Sunday, July 13, 2014
Charlotte Observer editorial calls on federal judge to enjoin enforcement of North Carolina's new election laws
In the wake of SCOTUS's decision last summer in Shelby County, the North Carolina legislature rushed to pass a series of changes to the state's election laws. In addition to the controversial voter ID provision, the changes would limit early voting and eliminate same-day voter registration and the availability of out-of-precinct provisional ballots. These changes prompted challenges by civil and voting rights groups as well as the DOJ, who claim the laws disproportionately affect African Americans, the eldely and college students.
Last week, a federal judge heard arguments on whether to enjoin the state from enforcing the changes pending litigation scheduled for July 2015.
The Charlotte Observer strongly supports such an injunction. Indeed, in yesterday's editorial, it claims "the judge should block [the changes] until the courts resolve the matter next summer." It states:
The judge should suspend implementation of these new laws. They are ill-advised and unnecessary. Some have already caused confusion and wasted taxpayer dollars.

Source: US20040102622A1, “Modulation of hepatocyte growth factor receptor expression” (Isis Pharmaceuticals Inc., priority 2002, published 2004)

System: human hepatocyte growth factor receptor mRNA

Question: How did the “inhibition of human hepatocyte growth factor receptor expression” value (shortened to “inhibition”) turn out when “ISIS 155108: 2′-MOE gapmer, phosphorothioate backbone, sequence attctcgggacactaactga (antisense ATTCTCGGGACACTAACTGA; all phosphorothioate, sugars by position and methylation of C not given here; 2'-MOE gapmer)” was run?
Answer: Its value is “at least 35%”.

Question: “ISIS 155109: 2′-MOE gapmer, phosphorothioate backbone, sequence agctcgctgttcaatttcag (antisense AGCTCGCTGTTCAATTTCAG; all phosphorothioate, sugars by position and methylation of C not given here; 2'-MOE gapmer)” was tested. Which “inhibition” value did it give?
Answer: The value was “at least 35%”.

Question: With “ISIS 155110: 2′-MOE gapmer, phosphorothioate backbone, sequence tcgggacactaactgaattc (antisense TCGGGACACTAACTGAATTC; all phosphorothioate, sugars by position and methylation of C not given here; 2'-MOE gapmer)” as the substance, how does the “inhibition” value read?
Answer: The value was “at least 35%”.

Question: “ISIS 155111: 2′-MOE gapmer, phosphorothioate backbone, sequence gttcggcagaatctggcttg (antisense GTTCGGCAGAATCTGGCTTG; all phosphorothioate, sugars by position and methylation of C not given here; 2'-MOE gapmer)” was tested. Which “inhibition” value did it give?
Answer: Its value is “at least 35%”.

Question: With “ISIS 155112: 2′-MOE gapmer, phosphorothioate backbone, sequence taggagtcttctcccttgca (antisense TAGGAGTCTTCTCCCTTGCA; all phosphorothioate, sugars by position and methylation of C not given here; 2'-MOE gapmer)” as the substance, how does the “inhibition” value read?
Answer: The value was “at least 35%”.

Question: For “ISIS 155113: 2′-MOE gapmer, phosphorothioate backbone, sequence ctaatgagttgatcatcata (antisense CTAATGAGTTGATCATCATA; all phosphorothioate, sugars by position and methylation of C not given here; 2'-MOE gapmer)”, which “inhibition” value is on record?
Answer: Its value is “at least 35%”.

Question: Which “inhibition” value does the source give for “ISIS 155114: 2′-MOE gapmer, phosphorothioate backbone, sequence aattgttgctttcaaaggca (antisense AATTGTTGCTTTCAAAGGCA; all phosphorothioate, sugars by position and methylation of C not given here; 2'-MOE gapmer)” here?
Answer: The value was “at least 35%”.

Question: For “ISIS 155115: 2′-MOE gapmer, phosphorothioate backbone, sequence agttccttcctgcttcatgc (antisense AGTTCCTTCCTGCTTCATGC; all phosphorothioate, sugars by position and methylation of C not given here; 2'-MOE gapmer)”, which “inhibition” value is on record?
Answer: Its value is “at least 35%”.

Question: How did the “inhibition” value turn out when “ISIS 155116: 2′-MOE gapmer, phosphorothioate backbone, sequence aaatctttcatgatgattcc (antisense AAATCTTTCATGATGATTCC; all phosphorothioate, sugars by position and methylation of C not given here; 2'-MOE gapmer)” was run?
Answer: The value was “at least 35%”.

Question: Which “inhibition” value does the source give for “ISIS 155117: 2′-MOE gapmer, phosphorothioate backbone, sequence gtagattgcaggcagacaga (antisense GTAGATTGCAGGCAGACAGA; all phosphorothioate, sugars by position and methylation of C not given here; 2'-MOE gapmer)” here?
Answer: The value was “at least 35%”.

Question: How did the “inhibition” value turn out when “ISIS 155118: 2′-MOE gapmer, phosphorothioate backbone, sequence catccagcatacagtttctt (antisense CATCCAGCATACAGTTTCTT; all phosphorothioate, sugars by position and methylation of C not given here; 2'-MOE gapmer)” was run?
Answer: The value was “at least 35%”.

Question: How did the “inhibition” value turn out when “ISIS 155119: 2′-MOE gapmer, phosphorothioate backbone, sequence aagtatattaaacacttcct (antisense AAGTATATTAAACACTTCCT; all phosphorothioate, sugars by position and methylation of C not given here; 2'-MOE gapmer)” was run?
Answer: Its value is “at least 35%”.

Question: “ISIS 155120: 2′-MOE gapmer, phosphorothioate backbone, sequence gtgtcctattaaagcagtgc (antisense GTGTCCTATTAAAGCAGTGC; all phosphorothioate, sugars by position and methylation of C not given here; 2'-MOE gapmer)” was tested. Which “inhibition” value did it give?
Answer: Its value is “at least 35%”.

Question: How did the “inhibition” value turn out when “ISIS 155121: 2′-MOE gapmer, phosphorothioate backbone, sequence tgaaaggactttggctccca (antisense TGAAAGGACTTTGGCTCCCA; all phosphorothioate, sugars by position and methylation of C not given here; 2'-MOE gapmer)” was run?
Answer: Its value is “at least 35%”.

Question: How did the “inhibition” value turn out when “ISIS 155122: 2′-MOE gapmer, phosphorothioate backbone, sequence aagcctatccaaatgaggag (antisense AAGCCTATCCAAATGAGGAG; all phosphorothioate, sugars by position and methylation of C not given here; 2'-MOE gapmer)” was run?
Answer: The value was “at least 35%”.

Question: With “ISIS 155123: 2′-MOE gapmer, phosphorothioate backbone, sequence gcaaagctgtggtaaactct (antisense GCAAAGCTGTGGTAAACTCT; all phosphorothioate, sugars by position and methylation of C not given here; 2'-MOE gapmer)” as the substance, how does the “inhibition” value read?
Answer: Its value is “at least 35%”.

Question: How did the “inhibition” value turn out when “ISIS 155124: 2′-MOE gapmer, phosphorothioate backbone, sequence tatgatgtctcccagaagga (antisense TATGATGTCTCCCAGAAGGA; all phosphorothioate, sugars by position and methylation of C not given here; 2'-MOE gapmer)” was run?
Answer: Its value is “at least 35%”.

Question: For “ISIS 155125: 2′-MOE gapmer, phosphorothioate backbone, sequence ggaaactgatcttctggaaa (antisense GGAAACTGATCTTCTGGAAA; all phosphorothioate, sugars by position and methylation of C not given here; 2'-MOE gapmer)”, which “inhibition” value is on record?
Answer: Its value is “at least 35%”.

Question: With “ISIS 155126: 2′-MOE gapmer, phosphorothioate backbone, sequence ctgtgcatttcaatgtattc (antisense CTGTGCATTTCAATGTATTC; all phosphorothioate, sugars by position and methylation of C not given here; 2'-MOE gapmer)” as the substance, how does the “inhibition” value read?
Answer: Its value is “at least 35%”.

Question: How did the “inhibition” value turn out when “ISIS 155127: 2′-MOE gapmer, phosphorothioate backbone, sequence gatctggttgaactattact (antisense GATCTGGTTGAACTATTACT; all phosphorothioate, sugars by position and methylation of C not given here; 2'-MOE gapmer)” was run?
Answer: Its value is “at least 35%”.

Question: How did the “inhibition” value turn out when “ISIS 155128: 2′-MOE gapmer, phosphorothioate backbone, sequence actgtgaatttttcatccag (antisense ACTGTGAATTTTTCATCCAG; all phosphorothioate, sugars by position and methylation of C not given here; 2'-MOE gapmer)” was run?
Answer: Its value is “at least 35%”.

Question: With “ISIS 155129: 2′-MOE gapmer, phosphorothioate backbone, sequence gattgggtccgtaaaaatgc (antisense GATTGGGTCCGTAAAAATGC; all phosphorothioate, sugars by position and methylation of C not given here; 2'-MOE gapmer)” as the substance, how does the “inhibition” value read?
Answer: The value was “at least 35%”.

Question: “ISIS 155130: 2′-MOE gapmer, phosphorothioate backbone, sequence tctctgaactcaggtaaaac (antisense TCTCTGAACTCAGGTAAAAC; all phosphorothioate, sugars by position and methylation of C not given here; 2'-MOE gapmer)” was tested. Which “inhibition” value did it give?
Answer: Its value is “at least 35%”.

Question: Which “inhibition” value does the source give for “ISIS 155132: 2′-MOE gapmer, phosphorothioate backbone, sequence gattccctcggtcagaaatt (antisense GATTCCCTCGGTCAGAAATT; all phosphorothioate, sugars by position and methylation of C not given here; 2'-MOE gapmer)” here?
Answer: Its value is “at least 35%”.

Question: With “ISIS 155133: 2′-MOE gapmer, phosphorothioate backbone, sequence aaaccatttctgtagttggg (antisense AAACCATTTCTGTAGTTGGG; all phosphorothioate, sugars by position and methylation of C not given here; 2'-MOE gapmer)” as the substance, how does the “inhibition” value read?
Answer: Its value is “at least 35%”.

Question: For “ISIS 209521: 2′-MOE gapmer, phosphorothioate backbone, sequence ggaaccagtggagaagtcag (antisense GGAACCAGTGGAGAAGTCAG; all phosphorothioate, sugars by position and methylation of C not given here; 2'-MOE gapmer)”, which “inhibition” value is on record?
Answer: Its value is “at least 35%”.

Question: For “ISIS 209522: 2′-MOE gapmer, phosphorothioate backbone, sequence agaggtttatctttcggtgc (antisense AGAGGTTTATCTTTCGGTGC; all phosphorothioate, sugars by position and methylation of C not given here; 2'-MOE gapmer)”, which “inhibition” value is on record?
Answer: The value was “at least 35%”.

We noted that last week that lawmakers’ decision to end preregistration of teens to vote was nonsensical. It caused so much confusion about when 17 year olds who would turn 18 could register that state elections supervisor Kim Strach decreed the state will begin offering voter registration services to all 17-year-olds regardless of when they turned 18.
Suspension of the voting changes would reinstate teen preregistration, as well as same-day voter registration, out-of-precinct provisional voting, and early voting over 17 days as opposed to the 10 days set in the 2013 law. County boards of election also would still be allowed to keep polls open an extra hour. It would also forestall the preparations elections officials are making for the implementation of a state-approved voter ID. That law doesn’t go into effect until 2016, but poll workers are already asking about IDs which has confused some voters.